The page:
- James Walker, ESPN Staff Writer
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INDIANAPOLIS -- The Cleveland Browns have made the playoffs only once in the past 15 years. Yet new team president Mike Holmgren is confident those dreary days in northeast Ohio are coming to an end.
"I've been involved in turning [teams] around a little bit, I think," Holmgren said. "So I'm kind of approaching it the same way in my mind that, yeah, we can do this. We will do this.
"I'm not going to give a timetable, but it can be done. There's no reason to think [otherwise]."
If Holmgren is correct, the AFC North has a potential problem on its hands.
Is there enough room in the division for four competitive teams?
Previously that wasn't a concern. For the most part, the Browns have been bottom feeders in the AFC North since returning to the NFL in 1999. They were the one team that rarely got it right.
The Steelers and Ravens are consistent playoff contenders, and even the Bengals, under coach Marvin Lewis, have the ability to jump up and bite the rest of the AFC North with a solid season. Most recently Cincinnati swept the division in 2009.
But the Browns are an abysmal 10-32 (.238 winning percentage) against the AFC North since 2003. Cleveland has no chance of turning its organization around for the long term until it builds a team that can compete with the Ravens, Steelers and Bengals twice a year.
Holmgren gives the Browns a chance to do so, because of his football knowledge and experience.
"Adding anybody of Coach Holmgren's caliber to your competition in your own division is only going to make it stronger," Steelers general manager Kevin Colbert said. "The AFC North, in my eyes, is very competitive naturally, and has naturally based rivals and really brings out, hopefully, the best in all of us. When you bring anybody of that caliber into the mix it certainly enhances this division."
Bengals head coach Marvin Lewis was once an intern under Holmgren when the two were with the San Francisco 49ers. Lewis also believes the Browns made a good hire.
"Mike is someone I've known for a long time and have respect as a football coach," Lewis said. "He's in a little different position right now. Through his leadership and guidance, he'll be effective."
Holmgren has seen it all before. He's in a very small class of men who have lead multiple teams to Super Bowls.
When Holmgren arrived in Green Bay in 1992, he faced a situation similar to the one he faces in Cleveland. The Packers were a struggling franchise with a rich football history, and Holmgren reinvigorated a rabid fan base by winning the Super Bowl after the 1996 season.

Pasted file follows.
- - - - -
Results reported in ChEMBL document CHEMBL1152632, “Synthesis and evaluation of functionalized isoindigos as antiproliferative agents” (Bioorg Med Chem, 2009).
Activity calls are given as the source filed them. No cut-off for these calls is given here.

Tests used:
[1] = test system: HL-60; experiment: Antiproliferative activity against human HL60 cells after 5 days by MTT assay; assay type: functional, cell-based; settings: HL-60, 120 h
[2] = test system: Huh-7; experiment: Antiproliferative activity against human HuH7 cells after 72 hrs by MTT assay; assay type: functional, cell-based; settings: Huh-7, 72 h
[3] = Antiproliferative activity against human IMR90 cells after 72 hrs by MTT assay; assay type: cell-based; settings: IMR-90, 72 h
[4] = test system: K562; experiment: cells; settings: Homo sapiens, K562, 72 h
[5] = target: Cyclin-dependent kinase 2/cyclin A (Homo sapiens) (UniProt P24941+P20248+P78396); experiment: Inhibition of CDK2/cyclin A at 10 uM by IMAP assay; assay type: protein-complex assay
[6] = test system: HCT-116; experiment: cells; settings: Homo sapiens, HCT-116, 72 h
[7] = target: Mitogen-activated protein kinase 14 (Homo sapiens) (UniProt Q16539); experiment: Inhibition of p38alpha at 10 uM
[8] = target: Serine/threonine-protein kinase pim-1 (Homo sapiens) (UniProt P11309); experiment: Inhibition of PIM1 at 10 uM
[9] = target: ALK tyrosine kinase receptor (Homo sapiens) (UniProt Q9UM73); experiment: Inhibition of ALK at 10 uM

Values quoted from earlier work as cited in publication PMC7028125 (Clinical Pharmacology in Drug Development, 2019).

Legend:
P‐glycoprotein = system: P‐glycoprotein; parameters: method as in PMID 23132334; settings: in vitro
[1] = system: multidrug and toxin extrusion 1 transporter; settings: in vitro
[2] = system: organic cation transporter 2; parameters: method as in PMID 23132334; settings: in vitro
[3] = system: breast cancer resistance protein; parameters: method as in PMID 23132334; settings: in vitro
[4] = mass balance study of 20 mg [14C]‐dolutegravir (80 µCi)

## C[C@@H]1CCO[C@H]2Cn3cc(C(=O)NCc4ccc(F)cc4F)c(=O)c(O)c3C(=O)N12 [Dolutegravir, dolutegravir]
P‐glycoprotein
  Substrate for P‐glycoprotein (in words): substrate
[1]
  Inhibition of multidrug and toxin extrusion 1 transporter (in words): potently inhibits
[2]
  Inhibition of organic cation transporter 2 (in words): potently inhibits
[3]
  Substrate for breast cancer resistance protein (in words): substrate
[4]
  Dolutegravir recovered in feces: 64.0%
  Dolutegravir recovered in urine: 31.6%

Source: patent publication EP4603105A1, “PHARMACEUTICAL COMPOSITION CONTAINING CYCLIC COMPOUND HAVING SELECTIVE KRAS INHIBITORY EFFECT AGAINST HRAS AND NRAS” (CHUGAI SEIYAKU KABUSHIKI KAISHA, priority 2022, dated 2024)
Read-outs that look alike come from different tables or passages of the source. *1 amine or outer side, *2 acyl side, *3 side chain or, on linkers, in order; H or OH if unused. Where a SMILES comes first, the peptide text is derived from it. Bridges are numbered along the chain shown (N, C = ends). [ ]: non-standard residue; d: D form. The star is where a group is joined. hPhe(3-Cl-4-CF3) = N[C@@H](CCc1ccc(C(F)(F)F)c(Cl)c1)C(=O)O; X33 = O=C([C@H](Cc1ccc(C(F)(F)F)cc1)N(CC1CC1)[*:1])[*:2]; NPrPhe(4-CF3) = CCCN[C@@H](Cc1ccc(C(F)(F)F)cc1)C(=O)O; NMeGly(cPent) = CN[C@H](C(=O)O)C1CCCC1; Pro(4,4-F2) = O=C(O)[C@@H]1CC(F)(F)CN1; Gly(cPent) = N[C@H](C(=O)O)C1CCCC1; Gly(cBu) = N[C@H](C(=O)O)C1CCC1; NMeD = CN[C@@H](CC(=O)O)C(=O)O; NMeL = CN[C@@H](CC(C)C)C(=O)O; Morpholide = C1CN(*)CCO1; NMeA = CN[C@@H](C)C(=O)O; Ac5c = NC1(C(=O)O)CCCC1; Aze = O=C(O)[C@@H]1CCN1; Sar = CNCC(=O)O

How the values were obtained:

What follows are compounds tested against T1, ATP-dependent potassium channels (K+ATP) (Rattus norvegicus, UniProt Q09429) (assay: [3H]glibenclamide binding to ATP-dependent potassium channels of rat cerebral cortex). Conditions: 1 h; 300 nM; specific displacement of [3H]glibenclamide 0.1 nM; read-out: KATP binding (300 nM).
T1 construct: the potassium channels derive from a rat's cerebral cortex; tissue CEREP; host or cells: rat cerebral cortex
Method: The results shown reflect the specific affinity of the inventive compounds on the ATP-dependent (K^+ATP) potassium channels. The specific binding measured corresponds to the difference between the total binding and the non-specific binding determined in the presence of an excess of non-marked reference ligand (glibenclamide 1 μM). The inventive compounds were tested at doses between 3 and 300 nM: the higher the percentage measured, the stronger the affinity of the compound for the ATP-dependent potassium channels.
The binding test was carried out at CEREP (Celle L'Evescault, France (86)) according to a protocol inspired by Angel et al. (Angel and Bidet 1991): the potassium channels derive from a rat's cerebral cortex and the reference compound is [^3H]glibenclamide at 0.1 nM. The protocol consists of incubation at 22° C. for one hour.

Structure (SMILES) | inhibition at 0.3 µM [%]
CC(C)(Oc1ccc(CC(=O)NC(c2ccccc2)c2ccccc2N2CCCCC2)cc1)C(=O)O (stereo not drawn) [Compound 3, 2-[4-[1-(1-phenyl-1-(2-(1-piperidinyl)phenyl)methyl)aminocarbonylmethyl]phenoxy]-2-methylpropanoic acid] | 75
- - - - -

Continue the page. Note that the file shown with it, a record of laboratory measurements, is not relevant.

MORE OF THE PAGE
Holmgren also took over the Seattle Seahawks as coach and general manager in 1999. Although he was later stripped of his GM duties, Holmgren still coached the Seahawks to a Super Bowl appearance following the 2005 season. Seattle was a runner-up to Pittsburgh that year.
The difference in Cleveland is that Holmgren is no longer coaching on the sideline. There are persistent rumors that could change, but currently Holmgren's focus is squarely on finding the best available talent for the Browns to compete in 2010.
"How I view it is really setting the table for [Cleveland coach] Eric [Mangini]," Holmgren said. "I want my job to make him the best coach he can, help him as best I can -- getting players, being a sounding board, whatever it is."
Also, the hire of new Browns general manager Tom Heckert should not be overlooked. Heckert is well respected throughout the NFL for helping build the Philadelphia Eagles.
"That’s pretty impressive," Ravens coach John Harbaugh said of Cleveland's front-office pairing. "Tom Heckert, I've worked with him for a bunch of years in Philadelphia and he's one of the best in the business. And Mike Holmgren speaks for himself. So if you look at our division and the quality of general managers and coaches and quarterbacks in this division, it's just very competitive."
The job Holmgren is taking on is not an easy one. Cleveland has questions at most key positions, including quarterback, receiver and tight end on offense, and cornerback, safety and linebacker on defense.
The good news is the Browns have 11 draft picks and money to spend in free agency. That will provide a golden opportunity for Cleveland to close the gap with its AFC North rivals this year, depending on the choices Holmgren and his staff make.
But this much is clear: Holmgren wants to win now, and his track record of doing so has caught the attention of the rest of the division.
"I don't think I'm any more patient in trying to provide a winning atmosphere. I think there has to be an urgency in developing that," Holmgren said. "How I present that to the people around me, that'll be a little bit of a trick. But understand this, I want to do this and I don't want to wait forever."